Select Page

Outstanding Graduate, Spring 2022

Langston Tillman

Langston Tillman says he chose to study at Arizona State University because of its diverse educational offerings and broad range of resources.

Diverse and broad could also describe Tillman’s endeavors at ASU. As a student in ASU’s Barrett, The Honors College, he has majored in five academic disciplines, ranging across engineering, science and the humanities. He is also this semester’s Outstanding Graduate in the philosophy program.

Beyond his studies, he has participated in the activities of ASU’s American Institute of Chemical Engineers chapter, the Fulton Undergraduate Research Initiative, or FURI, and was a Regent’s Cup Debate champion. He is also now in his second year as president of the Chess Club@ASU after serving as vice president for a year.

Tillman is also a member of the Tau Beta Pi Engineering Honors Society and a Division III winner of the Pan-American Intercollegiate Chess Championship.

Among all his various academic and extracurricular activities, Tillman says he “found that a lot of what I think is cool is incorporated in the chemical engineering curriculum. Just by the diverse career fields that chemical engineering students go into, you can see just how much breadth is covered in the curriculum and beyond.”

Tillman’s studies and research experiences in the field were enhanced by Professor Alexandra Navrotsky, a “tremendous mentor,” he says, who gave him valuable guidance in his lab work and for the Barrett honors thesis he completed.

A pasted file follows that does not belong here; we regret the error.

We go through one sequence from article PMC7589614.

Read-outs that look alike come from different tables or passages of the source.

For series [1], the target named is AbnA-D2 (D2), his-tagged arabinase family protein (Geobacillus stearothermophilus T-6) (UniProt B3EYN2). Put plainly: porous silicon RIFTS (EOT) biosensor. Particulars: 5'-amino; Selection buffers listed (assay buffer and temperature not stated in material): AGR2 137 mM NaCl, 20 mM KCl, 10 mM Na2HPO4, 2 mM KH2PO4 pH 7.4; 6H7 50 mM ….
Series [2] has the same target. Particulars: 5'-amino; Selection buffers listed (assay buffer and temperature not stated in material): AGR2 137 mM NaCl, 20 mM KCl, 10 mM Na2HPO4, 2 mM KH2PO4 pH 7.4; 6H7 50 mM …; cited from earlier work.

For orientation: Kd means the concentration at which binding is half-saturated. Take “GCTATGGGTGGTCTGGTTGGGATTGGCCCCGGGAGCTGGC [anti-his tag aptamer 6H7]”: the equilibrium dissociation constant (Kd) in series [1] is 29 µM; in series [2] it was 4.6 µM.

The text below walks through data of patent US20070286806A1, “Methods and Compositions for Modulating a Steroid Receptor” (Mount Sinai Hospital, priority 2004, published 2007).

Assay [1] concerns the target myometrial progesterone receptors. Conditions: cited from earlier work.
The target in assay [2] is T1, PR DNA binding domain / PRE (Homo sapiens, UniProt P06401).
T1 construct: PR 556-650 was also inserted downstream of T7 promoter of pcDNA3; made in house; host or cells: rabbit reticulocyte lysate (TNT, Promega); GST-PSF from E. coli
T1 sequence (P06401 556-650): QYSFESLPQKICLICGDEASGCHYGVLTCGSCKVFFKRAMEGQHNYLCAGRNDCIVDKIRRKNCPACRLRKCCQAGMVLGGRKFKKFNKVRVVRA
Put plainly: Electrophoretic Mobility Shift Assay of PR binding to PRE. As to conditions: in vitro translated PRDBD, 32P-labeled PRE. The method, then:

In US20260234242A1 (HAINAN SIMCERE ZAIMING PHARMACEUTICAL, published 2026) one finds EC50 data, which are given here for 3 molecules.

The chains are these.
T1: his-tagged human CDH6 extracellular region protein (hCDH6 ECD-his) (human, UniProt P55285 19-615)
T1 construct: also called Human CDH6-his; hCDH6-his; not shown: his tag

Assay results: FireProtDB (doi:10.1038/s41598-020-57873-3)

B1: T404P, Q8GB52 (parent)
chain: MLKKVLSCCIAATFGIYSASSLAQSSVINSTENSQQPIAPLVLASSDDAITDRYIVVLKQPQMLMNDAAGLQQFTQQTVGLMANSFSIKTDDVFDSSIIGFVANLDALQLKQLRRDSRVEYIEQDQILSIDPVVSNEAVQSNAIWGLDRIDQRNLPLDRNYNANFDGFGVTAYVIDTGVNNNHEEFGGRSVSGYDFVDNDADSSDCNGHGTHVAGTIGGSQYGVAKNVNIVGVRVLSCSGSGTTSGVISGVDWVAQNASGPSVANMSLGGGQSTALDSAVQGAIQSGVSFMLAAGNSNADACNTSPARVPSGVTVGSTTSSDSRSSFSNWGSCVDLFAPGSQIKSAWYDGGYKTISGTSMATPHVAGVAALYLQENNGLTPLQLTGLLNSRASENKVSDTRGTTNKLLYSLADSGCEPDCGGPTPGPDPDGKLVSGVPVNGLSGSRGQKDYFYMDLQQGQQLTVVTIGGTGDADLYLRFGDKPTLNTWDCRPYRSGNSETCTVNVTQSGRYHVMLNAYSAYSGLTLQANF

What he learned from Navrotsky and other “dedicated professors who care about their students,” Tillman says, helped him develop “the ability to critically evaluate problems,” and to experience what makes engineering rewarding.

“What we do is actually impacting human lives. Rather than working on something heavily theoretical, the way engineering translates science and technology into the betterment of lives is endlessly fascinating,” he says.

Outside of the classroom, Tillman has gained leadership experience by running the operations of ASU’s student chess club, which has more than 500 members. In the role, he hosted the club’s meetings and managed the monthly tournaments for both ASU students and other local members of the chess community. Seeing the club continue to flourish, he says, has been among his most fulfilling accomplishments.

Tillman’s studies have been aided by support from a Fulton Schools FURI Grant, a National Science Foundation Partnerships for International Research and Education Scholarship, the Benjamin A. Gilman International Scholarship, Michael J. Konen Engineering Scholarship, an Arizona Association of Teachers of Mathematics Scholarship and a Regents’ Cup Oxford Debate Champion Scholarship.

He has also maintained a perfect 4.0 GPA and won the ASU Moeur Award for his academic achievements as an undergraduate.

His next step is pursuing advanced degrees. Tillman is petitioning the University of Chicago to allow him to study simultaneously for a doctoral degree in molecular engineering and a law degree. He’s already been admitted to both programs separately.

Read about other exceptional graduates of the Fulton Schools’ Spring 2022 class here.

ASU Engineering on Facebook